So this year, I arrived in Edinburgh looking forward to performing an hour solo show every evening… but I also secretly wanted to exorcise this demon that has haunted my sleep.

I needed to make peace with the place, so that from here forward I don’t wince when I hear the name Edinburgh like a foul odour just came out of a sewer pipe.

My first night back at Late & Live this month, the audience was not the chaotic band of ruffians I had anticipated but turned out to be tame college students uncomfortable with looking at a human face longer than their phones.

There were only a few outbursts and only one persistent babbling goon that was trying to derail my train.

I hit him with one of my old standard comeback lines and he just shut up. The crowd erupted in a cheer like from a clean hit in a gladiatorial battle. The man did not speak after that. Just to be sure he was done I said, ‘Your volley.’

To which he raised his hands in surrender and let me continue.

Maybe it is because I am older now and sober but I was not afraid and felt sympathy for the guy who just heckled me.

It was too easy to shut him down and I felt like a cat who was playing with a mouse.

My second spot back at Late & Live I got to perform an entire 30 minute set without interruption.

No one heckled. No fist fights broke out. No legions of goons booing or pointing fingers.

They were surprisingly attentive and up for a good laugh late in the night.

Maybe I got lucky, had I been an Israeli comedian maybe they would have held more against me from the start.

On the last night of the festival I did Late & Live again. I thought it would be a fun experiment to open with the story of being booed off stage the first time I had done the show and how happy I was to watch the place burn to the ground.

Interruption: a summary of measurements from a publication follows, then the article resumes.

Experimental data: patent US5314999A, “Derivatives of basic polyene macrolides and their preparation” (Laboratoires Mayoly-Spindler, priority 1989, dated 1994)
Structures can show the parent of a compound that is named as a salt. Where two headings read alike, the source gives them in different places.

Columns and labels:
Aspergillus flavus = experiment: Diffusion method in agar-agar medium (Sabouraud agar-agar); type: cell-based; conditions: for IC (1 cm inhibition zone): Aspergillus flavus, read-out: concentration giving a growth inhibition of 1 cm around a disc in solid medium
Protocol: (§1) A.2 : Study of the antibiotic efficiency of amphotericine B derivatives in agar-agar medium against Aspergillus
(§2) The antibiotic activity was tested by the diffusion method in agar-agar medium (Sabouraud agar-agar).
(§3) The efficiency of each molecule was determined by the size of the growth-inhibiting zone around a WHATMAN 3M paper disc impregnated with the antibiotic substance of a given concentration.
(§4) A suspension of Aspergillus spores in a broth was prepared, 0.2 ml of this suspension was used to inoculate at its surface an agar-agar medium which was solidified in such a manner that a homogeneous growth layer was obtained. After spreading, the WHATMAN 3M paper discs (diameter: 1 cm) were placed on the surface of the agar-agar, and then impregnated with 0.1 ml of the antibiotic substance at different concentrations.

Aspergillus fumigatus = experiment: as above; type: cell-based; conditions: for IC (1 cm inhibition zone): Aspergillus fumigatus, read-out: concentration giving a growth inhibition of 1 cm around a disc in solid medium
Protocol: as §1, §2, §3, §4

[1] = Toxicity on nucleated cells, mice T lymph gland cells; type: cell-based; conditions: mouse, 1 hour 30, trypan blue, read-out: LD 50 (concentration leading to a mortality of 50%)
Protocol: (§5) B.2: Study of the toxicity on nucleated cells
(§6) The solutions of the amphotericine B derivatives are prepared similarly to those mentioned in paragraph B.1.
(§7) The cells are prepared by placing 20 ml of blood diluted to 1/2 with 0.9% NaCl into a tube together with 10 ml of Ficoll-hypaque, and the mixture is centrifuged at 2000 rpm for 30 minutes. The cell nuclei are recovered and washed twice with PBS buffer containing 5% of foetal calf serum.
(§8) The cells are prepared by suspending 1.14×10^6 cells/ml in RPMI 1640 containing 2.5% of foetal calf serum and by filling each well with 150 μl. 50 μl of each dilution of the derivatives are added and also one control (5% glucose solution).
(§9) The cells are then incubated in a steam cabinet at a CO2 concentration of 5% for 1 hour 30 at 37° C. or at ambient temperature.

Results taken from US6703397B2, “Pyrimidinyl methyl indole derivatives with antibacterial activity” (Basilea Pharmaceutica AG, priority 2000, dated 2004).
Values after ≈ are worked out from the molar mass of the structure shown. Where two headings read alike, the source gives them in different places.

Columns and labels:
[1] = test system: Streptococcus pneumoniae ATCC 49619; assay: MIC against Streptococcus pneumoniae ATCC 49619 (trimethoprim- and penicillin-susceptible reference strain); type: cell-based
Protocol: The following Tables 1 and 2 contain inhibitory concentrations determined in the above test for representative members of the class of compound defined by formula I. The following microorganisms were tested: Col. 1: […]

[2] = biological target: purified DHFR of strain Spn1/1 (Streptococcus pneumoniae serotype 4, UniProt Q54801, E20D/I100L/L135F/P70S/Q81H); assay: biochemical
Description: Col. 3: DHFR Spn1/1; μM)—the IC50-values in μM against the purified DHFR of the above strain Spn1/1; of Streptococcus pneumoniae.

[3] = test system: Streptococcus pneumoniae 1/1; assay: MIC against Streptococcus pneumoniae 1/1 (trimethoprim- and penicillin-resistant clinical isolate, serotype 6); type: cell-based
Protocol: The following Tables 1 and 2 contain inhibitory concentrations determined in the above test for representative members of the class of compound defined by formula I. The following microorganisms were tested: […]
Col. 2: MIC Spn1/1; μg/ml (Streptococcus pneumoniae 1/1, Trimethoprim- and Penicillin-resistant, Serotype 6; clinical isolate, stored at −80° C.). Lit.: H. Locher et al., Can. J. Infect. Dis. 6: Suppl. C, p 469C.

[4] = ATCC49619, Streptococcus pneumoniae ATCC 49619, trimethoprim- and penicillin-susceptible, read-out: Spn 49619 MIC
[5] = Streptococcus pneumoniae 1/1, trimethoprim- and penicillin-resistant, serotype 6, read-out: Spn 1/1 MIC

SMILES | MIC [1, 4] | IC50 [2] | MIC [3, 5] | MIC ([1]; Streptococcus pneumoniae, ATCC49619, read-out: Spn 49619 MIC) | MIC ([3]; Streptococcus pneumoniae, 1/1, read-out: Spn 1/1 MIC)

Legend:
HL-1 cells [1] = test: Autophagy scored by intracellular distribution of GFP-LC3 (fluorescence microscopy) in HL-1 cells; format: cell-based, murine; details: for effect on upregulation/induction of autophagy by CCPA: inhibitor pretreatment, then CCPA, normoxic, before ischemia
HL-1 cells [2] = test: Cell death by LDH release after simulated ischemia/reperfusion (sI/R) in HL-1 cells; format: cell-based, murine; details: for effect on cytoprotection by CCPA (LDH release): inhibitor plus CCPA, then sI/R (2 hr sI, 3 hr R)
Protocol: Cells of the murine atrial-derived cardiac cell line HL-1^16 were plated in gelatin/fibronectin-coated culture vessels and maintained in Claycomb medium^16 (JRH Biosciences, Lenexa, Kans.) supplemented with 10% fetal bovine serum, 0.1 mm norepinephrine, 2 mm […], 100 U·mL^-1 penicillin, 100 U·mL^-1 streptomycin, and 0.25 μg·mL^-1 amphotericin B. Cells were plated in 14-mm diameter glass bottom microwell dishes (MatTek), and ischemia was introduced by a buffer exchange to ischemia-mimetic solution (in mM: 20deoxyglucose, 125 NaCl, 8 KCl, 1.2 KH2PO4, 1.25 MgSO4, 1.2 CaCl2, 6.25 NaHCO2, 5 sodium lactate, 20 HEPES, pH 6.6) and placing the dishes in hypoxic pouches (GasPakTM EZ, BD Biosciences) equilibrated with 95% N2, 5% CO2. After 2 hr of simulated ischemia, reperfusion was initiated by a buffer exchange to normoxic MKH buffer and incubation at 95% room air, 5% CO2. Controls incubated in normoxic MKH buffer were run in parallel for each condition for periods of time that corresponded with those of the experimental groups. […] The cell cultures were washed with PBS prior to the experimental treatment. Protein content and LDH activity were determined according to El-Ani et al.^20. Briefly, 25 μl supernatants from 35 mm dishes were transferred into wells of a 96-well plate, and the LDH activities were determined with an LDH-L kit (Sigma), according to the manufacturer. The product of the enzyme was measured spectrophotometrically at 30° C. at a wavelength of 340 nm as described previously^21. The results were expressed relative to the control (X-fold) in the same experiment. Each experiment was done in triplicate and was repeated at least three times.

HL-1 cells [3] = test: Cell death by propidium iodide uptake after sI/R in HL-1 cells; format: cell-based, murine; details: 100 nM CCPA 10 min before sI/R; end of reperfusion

I thought I would point out an audience member and ask them to yell, ‘Fuck you! Go back to America!’ Then I would share with them all of these heckle comeback arrows I had in my quiver.

This experiment started out fine but after the fourth attempt the entire crowd took this sinister idea into their hearts and in unison started chanting, ‘Fuck you! Go back to America!’

Before I knew it I had used up every comeback line I had prepared and had to resort to telling my jokes again.

The most important thing is that I didn’t get rattled and stood in the chaos of screams like the sheriff in charge of this little town until my time was up.

I’m happy that I successfully got to kill this demon that has lived in my head. I see now that I was wrong to take it so personal, the rowdy soccer hooligans of my memory are now the memory of spoiled posh children out for a good laugh.

You still see talented comedians from all over the world psyching themselves out back stage, then go out there and capitulate after the first heckle.

For any performer afraid of Late & Live I think it is best to remember the advice that Paulie got in the movie Pope Of Greenwich Village just before Bed Bug Eddie had his thumb cut off

‘Just remember Paulie, nothing hurts as bad as you think it’s gonna hurt. Once this is done wrap a belt around your wrist and get yourself to the nearest hospital.’

Tom Rhodes: Colossus is at the Soho Theatre, London, at 10pm tonight and tomorrow night. Tickets.

Published: 29 Aug 2014